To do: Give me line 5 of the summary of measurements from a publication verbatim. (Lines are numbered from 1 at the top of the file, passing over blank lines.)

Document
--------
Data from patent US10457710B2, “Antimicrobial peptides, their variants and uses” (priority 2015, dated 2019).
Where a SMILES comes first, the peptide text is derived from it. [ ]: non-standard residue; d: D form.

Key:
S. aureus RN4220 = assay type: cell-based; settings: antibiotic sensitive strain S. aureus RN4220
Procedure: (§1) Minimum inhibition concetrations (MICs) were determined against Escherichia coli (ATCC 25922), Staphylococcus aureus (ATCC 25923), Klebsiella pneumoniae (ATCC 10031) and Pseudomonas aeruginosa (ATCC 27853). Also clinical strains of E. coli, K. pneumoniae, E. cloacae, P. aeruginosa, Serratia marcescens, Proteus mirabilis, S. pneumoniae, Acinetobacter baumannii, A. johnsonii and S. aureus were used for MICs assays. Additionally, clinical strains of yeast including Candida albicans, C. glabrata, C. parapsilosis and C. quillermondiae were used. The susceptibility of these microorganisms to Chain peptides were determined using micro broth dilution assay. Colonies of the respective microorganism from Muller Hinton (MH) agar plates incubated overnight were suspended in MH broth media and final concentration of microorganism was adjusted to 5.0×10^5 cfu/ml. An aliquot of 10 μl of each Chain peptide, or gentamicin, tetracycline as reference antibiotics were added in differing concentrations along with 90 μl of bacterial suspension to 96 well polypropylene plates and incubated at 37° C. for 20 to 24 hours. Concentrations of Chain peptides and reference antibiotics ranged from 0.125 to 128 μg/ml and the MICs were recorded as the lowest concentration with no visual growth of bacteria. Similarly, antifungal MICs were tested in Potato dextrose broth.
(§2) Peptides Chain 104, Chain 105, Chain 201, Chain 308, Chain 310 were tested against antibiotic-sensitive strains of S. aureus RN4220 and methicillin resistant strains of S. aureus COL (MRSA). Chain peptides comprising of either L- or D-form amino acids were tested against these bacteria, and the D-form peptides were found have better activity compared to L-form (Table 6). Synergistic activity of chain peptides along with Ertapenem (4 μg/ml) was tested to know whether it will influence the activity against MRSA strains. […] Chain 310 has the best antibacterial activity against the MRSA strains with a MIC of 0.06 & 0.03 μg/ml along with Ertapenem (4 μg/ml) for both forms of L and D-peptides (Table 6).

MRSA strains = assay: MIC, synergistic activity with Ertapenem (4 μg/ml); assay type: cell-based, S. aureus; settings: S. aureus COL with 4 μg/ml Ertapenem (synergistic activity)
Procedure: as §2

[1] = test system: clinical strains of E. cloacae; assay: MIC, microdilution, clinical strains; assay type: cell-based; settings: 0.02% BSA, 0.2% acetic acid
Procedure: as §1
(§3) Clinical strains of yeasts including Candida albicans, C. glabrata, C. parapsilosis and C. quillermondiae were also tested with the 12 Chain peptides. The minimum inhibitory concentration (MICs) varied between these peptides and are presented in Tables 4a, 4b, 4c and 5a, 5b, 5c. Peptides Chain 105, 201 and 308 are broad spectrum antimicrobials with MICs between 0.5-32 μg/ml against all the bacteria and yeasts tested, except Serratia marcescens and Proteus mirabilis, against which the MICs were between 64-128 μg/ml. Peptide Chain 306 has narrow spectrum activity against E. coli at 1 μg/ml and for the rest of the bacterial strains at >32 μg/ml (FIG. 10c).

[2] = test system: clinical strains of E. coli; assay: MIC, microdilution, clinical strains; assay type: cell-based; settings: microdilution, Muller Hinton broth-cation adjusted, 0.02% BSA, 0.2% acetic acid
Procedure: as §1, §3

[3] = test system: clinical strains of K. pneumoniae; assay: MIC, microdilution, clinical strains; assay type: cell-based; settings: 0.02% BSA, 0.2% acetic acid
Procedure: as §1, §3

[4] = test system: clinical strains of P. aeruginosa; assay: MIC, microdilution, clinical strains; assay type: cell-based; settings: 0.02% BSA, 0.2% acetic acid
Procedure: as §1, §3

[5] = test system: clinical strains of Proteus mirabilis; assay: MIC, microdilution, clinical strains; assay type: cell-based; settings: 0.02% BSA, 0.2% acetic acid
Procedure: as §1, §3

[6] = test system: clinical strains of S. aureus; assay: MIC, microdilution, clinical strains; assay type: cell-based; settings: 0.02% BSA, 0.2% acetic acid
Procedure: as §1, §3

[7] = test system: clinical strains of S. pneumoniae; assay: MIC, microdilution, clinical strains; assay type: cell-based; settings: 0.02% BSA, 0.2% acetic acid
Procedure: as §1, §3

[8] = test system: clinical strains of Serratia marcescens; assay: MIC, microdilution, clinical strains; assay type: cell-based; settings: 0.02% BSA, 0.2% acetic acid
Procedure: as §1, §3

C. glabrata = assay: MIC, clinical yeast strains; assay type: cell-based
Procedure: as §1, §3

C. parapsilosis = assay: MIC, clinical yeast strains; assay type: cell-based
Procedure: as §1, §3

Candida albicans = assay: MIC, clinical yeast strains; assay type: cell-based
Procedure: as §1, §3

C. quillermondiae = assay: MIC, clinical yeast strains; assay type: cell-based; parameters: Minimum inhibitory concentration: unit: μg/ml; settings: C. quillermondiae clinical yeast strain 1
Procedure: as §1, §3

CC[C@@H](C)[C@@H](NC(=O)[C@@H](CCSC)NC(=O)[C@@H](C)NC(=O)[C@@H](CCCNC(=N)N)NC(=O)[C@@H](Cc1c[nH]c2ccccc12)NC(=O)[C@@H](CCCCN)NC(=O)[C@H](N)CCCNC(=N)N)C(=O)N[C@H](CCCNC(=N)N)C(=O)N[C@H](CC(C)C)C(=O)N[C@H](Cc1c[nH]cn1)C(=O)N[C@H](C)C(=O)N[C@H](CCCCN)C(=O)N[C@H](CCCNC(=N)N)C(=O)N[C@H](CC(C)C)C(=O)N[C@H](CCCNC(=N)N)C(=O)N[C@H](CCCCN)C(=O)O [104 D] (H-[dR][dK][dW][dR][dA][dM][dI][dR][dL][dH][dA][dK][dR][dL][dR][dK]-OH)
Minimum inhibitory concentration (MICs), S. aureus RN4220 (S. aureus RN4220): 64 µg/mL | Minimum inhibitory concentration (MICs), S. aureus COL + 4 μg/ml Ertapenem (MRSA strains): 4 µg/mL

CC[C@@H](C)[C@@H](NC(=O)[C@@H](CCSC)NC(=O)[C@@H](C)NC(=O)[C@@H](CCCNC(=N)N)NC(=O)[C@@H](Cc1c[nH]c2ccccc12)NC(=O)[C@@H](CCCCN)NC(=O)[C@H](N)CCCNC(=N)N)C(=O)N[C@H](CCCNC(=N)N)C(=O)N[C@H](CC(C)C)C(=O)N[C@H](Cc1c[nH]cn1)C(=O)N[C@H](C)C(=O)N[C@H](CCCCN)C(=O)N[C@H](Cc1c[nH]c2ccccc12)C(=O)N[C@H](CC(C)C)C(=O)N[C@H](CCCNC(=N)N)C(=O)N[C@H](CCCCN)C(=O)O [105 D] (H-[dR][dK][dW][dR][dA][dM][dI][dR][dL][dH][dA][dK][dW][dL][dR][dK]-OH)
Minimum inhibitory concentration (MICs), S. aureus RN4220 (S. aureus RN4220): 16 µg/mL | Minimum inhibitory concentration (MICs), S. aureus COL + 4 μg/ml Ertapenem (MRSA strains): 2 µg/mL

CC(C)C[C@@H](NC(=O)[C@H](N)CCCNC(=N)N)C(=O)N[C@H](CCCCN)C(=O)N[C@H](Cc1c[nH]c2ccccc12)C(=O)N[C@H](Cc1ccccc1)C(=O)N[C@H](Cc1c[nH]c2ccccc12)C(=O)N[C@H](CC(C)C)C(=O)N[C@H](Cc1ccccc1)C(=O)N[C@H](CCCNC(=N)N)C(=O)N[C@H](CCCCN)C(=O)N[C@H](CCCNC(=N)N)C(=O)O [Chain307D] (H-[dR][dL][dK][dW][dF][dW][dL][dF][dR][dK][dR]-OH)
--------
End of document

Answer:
Procedure: (§1) Minimum inhibition concetrations (MICs) were determined against Escherichia coli (ATCC 25922), Staphylococcus aureus (ATCC 25923), Klebsiella pneumoniae (ATCC 10031) and Pseudomonas aeruginosa (ATCC 27853). Also clinical strains of E. coli, K. pneumoniae, E. cloacae, P. aeruginosa, Serratia marcescens, Proteus mirabilis, S. pneumoniae, Acinetobacter baumannii, A. johnsonii and S. aureus were used for MICs assays. Additionally, clinical strains of yeast including Candida albicans, C. glabrata, C. parapsilosis and C. quillermondiae were used. The susceptibility of these microorganisms to Chain peptides were determined using micro broth dilution assay. Colonies of the respective microorganism from Muller Hinton (MH) agar plates incubated overnight were suspended in MH broth media and final concentration of microorganism was adjusted to 5.0×10^5 cfu/ml. An aliquot of 10 μl of each Chain peptide, or gentamicin, tetracycline as reference antibiotics were added in differing concentrations along with 90 μl of bacterial suspension to 96 well polypropylene plates and incubated at 37° C. for 20 to 24 hours. Concentrations of Chain peptides and reference antibiotics ranged from 0.125 to 128 μg/ml and the MICs were recorded as the lowest concentration with no visual growth of bacteria. Similarly, antifungal MICs were tested in Potato dextrose broth.